While the earlier law prevented the slaughter of cows, calves, bulls & bullocks, the slaughter of buffaloes was permitted under certain conditions and any violations were treated as a cognizable offence with the punishment of – imprisonment up to 6 months, or a fine up to Rs 1 thousand or both. 

The new legislation brought about in 2011 makes the following changes:

  • Criminalization of transportation of animals for purpose of slaughter and allows for the confiscation of vehicles carrying cow meat. 
  • The offences were made non-bailable 
  • The 2011 act initially provided for a maximum jail term for the slaughter of cattle to 7 years and a fine of up to Rs. 50 thousand. An amendment made in 2017, increased the punishment to “a minimum of 10 years and maximum of life term of 14 years” and along with an increase in a fine ranging from Rs. 1 lakh – Rs. 5 lakhs. 


In 2015, the State government of Haryana brought into effect the “Haryana Gauvansh Sanrakshan and Gausamvardhan Act, 2015”. This act replaces the earlier “The Punjab Prohibition of Cow Slaughter Act, 1955” which was also applicable to Punjab, Chandigarh & Himachal Pradesh (constituents of Punjab state before division) 

  • The Slaughter of Cow and its progeny including – bull, bullock, ox, heifer, the calf is completely prohibited.
  • Export of cattle for slaughter and sale of beef are both prohibited.
  • The sale of beef even if it’s imported is banned. 
  • The export of Cows is allowed by the provision of special permits, but export to states where there is no -cow slaughter ban is not permitted. 
  • The killing of cows by accident or in self-defense is exempted. 
  • There is no penalty for the consumption of beef. 
  • Any violation is treated as a cognizable & non-bailable offence 

Even before enacting this new legislation, the punishment for offences in Haryana had stricter penalties than the other two states (Punjab & H.P) & Chandigarh. As per the current law, any violation can attract rigorous imprisonment of up to 10 years or fine up to Rs. 1 lakh or both. The new legislation places the burden of proof on the accused. 

Uttar Pradesh 

The Uttar Pradesh Prohibition of Cow Slaughter Act, 1955 completely prohibits the slaughter of cows. The transportation of cows outside the state for slaughter is also not allowed. Consumption of beef, defined as the flesh of cow (including bull or bullock) is prohibited but flesh in sealed containers imprinted into U.P is exempt. 

The law considers any violation as a non-bailable and cognizable offence. The earlier legislation also permitted for the slaughter of Bull/bullock on obtaining a “Fit-for-slaughter certificate’, provided that it was over 15 years of age and has become permanently unfit for breeding or any agricultural activities.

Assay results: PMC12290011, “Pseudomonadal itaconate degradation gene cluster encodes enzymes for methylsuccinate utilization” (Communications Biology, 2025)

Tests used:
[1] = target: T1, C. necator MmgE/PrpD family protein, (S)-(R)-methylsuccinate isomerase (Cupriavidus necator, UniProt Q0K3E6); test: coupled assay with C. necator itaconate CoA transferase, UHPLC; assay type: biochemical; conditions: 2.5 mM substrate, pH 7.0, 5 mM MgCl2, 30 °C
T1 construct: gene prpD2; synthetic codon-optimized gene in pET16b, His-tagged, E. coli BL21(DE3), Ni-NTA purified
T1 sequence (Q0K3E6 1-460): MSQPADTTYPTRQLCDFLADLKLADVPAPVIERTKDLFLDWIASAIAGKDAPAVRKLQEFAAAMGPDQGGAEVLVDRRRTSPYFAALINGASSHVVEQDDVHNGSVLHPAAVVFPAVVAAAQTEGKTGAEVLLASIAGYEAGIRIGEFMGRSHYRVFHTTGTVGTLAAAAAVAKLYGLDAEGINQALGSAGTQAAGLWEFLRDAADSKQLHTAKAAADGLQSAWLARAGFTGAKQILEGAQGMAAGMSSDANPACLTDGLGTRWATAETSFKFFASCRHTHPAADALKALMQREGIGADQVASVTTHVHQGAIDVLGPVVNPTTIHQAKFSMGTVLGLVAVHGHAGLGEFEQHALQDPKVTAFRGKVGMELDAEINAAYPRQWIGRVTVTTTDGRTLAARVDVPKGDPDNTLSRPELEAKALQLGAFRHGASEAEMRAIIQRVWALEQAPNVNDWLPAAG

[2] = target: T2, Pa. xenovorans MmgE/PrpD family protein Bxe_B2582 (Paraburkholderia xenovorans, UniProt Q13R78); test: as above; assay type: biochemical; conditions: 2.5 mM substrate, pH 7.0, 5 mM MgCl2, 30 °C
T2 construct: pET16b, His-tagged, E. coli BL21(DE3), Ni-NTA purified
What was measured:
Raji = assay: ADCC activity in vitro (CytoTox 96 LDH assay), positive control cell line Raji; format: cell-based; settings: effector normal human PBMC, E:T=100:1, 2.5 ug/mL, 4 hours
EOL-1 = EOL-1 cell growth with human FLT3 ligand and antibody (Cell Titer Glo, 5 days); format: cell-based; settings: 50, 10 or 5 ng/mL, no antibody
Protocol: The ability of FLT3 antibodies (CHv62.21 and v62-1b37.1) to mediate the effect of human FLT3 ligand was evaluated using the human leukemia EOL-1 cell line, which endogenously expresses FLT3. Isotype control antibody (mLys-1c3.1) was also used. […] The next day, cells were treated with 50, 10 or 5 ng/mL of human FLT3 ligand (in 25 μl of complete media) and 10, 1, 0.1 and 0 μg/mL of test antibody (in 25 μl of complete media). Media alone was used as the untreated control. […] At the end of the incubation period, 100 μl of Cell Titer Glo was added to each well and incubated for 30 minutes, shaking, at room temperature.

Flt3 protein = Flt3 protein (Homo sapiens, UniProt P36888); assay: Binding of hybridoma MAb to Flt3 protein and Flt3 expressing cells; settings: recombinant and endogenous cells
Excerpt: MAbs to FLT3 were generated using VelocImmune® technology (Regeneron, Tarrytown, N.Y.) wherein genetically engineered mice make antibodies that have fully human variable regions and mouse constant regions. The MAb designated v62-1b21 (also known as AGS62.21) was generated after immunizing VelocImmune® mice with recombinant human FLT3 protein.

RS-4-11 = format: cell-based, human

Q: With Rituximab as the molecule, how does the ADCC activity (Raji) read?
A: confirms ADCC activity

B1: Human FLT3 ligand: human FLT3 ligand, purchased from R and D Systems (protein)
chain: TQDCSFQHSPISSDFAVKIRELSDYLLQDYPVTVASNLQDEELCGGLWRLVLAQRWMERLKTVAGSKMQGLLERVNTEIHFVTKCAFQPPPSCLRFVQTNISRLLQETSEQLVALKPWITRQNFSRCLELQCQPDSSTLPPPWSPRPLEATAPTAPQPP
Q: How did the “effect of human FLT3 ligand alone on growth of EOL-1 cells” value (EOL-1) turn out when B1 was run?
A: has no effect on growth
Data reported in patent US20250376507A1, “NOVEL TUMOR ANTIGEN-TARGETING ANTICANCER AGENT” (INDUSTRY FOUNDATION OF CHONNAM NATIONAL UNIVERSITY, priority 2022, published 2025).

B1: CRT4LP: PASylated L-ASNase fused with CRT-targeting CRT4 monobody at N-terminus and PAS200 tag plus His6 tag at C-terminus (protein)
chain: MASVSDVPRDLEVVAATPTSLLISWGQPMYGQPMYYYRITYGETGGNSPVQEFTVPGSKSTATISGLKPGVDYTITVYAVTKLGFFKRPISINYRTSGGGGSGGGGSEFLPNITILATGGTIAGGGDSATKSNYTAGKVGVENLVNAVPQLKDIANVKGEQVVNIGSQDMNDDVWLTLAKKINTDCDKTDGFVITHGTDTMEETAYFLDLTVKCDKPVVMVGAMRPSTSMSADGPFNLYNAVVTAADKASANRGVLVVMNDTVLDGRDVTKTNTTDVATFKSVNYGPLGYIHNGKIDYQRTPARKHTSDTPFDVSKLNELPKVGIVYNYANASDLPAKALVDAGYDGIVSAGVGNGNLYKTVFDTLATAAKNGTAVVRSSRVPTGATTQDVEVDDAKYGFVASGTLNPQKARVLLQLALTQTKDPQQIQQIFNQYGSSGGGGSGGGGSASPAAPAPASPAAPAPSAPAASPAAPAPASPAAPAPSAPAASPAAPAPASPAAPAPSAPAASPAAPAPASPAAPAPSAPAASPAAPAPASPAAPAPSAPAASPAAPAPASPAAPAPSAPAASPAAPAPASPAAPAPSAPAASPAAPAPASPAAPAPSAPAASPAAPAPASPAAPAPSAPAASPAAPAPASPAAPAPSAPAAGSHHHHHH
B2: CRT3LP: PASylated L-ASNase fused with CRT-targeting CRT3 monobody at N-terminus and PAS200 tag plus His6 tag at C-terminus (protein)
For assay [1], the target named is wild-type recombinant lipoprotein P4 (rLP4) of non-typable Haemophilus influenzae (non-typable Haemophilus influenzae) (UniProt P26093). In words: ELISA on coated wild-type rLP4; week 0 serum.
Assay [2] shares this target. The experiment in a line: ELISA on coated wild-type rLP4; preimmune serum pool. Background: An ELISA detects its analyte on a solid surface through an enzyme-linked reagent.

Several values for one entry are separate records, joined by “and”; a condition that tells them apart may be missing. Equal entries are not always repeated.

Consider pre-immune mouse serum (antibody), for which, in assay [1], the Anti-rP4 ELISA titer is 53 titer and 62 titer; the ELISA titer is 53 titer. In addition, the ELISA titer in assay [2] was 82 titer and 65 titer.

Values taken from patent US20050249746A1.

As per this new ordinance, the first offence can attract rigorous imprisonment of 1-10 years and a fine between Rs. 1-3 lakhs. A second offence would entail rigorous imprisonment of 10 years and a fine of up to Rs. 5 lakhs. Few of the other provisions include: 

  • Illegal transportation of cows and other bovines would result in the driver, operator, and owner being charged under the new act unless otherwise it is proven that the transportation was done without the owner’s knowledge. 
  • It also has provisions for recovery of maintenance of the captured cows from the owners of the vehicle for a period of one year or until the bovine is released. 

The stated intent of the new legislations in these states is to ensure the protection of cows and other bovine population. However, the non-uniformity in the laws across the states creates a situation of illegal transportation to the states where slaughter is allowed. There are also accusations from human rights groups and civil society that the laws are being misused. In addition, there are challenges in the implementation of these laws since most farmers and cattle rearers find it difficult to maintain the cattle beyond their productive age. 

In the next story, we take a look at the bovine population of the country based on the livestock census and analyse if there is any impact of these laws on the bovine population in various states.

Featured Image: Prevention of Cow Slaughter